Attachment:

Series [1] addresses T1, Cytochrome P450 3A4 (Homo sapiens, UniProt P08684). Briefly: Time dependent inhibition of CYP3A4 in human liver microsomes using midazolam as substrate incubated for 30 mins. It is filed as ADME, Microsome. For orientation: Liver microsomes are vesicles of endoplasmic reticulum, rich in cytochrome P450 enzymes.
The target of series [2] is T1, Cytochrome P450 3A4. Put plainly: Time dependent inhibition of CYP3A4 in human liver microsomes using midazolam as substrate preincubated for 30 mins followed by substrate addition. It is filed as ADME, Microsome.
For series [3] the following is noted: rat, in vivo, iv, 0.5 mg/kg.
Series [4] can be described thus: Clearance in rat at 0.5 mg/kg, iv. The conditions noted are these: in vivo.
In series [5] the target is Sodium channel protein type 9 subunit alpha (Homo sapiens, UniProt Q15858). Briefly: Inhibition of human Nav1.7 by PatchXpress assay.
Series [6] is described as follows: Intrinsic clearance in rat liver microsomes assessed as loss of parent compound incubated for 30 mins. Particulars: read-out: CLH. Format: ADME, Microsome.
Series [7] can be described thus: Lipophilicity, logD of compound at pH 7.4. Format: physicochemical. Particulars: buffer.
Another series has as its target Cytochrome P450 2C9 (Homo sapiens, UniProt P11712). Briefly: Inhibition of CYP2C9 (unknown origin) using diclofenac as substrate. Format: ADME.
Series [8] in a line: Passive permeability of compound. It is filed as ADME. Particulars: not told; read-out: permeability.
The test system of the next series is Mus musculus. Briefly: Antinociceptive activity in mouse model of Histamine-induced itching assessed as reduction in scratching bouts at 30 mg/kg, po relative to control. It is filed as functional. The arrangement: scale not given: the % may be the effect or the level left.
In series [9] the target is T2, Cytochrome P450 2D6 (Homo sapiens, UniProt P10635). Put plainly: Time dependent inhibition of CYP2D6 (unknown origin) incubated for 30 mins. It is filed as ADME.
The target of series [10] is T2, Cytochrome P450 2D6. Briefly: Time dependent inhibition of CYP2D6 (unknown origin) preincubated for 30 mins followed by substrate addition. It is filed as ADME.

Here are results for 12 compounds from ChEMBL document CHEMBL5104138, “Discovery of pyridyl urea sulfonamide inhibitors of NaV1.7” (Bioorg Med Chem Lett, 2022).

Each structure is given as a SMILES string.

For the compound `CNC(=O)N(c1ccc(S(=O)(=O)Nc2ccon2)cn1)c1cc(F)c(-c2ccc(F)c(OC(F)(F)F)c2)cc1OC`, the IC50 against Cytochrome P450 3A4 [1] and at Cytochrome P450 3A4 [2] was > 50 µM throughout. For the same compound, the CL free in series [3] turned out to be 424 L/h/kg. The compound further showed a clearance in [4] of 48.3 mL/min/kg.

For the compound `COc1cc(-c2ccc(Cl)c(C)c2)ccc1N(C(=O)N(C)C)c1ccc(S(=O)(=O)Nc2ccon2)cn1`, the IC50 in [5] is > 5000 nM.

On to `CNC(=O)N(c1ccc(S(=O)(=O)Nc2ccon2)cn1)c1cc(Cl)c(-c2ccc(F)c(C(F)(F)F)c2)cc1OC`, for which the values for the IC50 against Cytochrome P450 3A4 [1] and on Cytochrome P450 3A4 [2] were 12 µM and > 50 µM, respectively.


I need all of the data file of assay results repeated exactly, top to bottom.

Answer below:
Series [1] addresses T1, Cytochrome P450 3A4 (Homo sapiens, UniProt P08684). Briefly: Time dependent inhibition of CYP3A4 in human liver microsomes using midazolam as substrate incubated for 30 mins. It is filed as ADME, Microsome. For orientation: Liver microsomes are vesicles of endoplasmic reticulum, rich in cytochrome P450 enzymes.
The target of series [2] is T1, Cytochrome P450 3A4. Put plainly: Time dependent inhibition of CYP3A4 in human liver microsomes using midazolam as substrate preincubated for 30 mins followed by substrate addition. It is filed as ADME, Microsome.
For series [3] the following is noted: rat, in vivo, iv, 0.5 mg/kg.
Series [4] can be described thus: Clearance in rat at 0.5 mg/kg, iv. The conditions noted are these: in vivo.
In series [5] the target is Sodium channel protein type 9 subunit alpha (Homo sapiens, UniProt Q15858). Briefly: Inhibition of human Nav1.7 by PatchXpress assay.
Series [6] is described as follows: Intrinsic clearance in rat liver microsomes assessed as loss of parent compound incubated for 30 mins. Particulars: read-out: CLH. Format: ADME, Microsome.
Series [7] can be described thus: Lipophilicity, logD of compound at pH 7.4. Format: physicochemical. Particulars: buffer.
Another series has as its target Cytochrome P450 2C9 (Homo sapiens, UniProt P11712). Briefly: Inhibition of CYP2C9 (unknown origin) using diclofenac as substrate. Format: ADME.
Series [8] in a line: Passive permeability of compound. It is filed as ADME. Particulars: not told; read-out: permeability.
The test system of the next series is Mus musculus. Briefly: Antinociceptive activity in mouse model of Histamine-induced itching assessed as reduction in scratching bouts at 30 mg/kg, po relative to control. It is filed as functional. The arrangement: scale not given: the % may be the effect or the level left.
In series [9] the target is T2, Cytochrome P450 2D6 (Homo sapiens, UniProt P10635). Put plainly: Time dependent inhibition of CYP2D6 (unknown origin) incubated for 30 mins. It is filed as ADME.
The target of series [10] is T2, Cytochrome P450 2D6. Briefly: Time dependent inhibition of CYP2D6 (unknown origin) preincubated for 30 mins followed by substrate addition. It is filed as ADME.

Here are results for 12 compounds from ChEMBL document CHEMBL5104138, “Discovery of pyridyl urea sulfonamide inhibitors of NaV1.7” (Bioorg Med Chem Lett, 2022).

Each structure is given as a SMILES string.

For the compound `CNC(=O)N(c1ccc(S(=O)(=O)Nc2ccon2)cn1)c1cc(F)c(-c2ccc(F)c(OC(F)(F)F)c2)cc1OC`, the IC50 against Cytochrome P450 3A4 [1] and at Cytochrome P450 3A4 [2] was > 50 µM throughout. For the same compound, the CL free in series [3] turned out to be 424 L/h/kg. The compound further showed a clearance in [4] of 48.3 mL/min/kg.

For the compound `COc1cc(-c2ccc(Cl)c(C)c2)ccc1N(C(=O)N(C)C)c1ccc(S(=O)(=O)Nc2ccon2)cn1`, the IC50 in [5] is > 5000 nM.

On to `CNC(=O)N(c1ccc(S(=O)(=O)Nc2ccon2)cn1)c1cc(Cl)c(-c2ccc(F)c(C(F)(F)F)c2)cc1OC`, for which the values for the IC50 against Cytochrome P450 3A4 [1] and on Cytochrome P450 3A4 [2] were 12 µM and > 50 µM, respectively.